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of lot, regulated, as in many other games, by the repetition of an old rhythm. All the rest being seated, he who has no seat stands in the middle, repeating the words“ Change seats, change seats,” &c., while all the rest are on the alert, to observe, when he adds, "the king's come,” or, as it is sometimes expressed, change their seats. The sport lies in the bustle in consequence of every one's endeavouring to avoid the misfortune of being the unhappy individual who is left without a seat. The principal actor often slily says, “ The king's not come,” when of course the company ought to keep their seats ; but from their anxious expectation of the usual summons, they generally start up, which affords a great deal of merriment.
Sir Walter Scott, in Rob Roy, iii. 153, says: “Here auld ordering and counter-ordering—but patience! patience !- We may ae day play at Change seats, the king's coming.”
This game, although childish, is evidently meant to ridicule the political scramble for places on occasion of a change of government, or in the succession.
CHERRY-PIT. CHERRY-PIT is a play wherein they pitch cherry-stones into a little hole. It is noticed in the Pleasant Grove of New Fancies, 1657, and in Herrick’s Hesperides.
In the Instructions of Cornelius Scriblerus concerning the Plays and Playthings to be used by his son Martin, are a few remarks on the toys and minor sports of children, which it may not be irrelevant to notice.
Play, he observes, was invented as a remedy against hunger. “It is therefore wisely contrived by Nature, that children, as they have the keenest appetites, are most addicted to plays. To speak first of the whistle, as it is the first of all playthings. I will have it exactly to correspond with the ancient fistula,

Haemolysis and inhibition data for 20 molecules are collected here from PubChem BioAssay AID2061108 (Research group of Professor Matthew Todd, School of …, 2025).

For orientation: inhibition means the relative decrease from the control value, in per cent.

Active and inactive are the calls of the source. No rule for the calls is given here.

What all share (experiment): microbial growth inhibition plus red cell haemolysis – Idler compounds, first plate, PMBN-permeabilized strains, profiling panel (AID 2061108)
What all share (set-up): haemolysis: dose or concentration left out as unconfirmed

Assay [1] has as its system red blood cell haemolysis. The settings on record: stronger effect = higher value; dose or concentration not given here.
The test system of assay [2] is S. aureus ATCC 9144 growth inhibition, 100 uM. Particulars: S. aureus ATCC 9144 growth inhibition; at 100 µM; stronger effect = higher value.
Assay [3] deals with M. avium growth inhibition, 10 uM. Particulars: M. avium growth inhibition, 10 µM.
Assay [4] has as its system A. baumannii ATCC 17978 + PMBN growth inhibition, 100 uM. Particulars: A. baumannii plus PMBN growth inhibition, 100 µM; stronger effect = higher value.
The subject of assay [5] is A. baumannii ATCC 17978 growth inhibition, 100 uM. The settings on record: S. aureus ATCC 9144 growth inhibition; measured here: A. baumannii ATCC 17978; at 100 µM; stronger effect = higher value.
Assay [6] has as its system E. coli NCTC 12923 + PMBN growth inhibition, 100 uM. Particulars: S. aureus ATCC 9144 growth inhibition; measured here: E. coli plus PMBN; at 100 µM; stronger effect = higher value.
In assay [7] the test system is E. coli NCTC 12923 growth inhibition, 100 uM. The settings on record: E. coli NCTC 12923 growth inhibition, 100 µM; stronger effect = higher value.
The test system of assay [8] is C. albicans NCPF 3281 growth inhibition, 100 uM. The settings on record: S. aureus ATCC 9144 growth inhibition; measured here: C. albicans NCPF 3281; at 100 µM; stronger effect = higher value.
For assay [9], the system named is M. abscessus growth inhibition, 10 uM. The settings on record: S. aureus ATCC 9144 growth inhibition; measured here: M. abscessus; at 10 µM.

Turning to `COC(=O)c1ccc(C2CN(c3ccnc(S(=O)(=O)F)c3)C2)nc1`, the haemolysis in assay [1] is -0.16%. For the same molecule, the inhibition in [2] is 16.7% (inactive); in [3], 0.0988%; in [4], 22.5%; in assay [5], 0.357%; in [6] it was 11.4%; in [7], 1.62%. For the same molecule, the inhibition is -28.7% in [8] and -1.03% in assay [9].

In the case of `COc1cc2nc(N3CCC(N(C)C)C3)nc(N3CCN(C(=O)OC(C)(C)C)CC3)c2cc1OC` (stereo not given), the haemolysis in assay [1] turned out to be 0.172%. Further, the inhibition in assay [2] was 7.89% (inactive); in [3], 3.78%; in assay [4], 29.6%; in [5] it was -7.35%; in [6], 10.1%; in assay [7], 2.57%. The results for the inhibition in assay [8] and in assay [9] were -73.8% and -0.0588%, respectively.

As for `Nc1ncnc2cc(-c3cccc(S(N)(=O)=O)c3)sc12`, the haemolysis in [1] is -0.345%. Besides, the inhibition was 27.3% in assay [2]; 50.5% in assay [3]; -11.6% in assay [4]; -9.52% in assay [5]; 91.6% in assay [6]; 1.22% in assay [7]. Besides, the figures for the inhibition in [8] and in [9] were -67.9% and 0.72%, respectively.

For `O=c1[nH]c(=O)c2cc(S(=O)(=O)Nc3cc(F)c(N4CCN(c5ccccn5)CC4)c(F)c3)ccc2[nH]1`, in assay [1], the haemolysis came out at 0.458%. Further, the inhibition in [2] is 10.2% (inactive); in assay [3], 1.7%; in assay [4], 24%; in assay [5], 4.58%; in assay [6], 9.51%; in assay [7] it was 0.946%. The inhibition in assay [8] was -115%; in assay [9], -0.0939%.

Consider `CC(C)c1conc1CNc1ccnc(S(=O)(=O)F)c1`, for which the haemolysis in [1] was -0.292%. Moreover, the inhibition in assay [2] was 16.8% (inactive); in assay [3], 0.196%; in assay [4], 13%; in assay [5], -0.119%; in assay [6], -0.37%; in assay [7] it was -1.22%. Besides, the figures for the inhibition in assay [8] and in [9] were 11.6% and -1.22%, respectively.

and accordingly to be composed septem paribus disjuncta cicutis.
“I heartily wish a diligent search may be made after the true crepitaculum, or rattle of the ancients, for that (as Archytus Terentinus was of opinion) kept the children from breaking earthenware. The china cups in these days are not at all the safer for the modern rattles; which is an evident proof how far their crepitacula exceeded ours.
“ Julius Pollux describes the omilla, or chuck-farthing; tho' some will have our modern chuck-farthing to be nearer the aphetinda of the ancients. He also mentions the basilinda, or king I am ; and myinda, or hoopers-hide.
“But the chytindra described by the same author is certainly not our hot-cockle ; for that was by pinching, and not by striking; tho' there are good authors who affirm the ratha. pygismus to be yet nearer the modern hot-cockles. My son Martin may use either of them indifferently, they being equally antique.
“ Building of houses, and riding upon sticks, have been used by children in all ages. Ædificare casas, equitare in arundine longa. Yet I much doubt whether the riding upon sticks did not come into use after the age of the Centaurs.
“There is one play which shows the gravity of ancient education, called the acinetinda, in which children contended who could longest stand still. This we have suffered to perish entirely; and if I might be allowed to guess, it was certainly first lost among the French.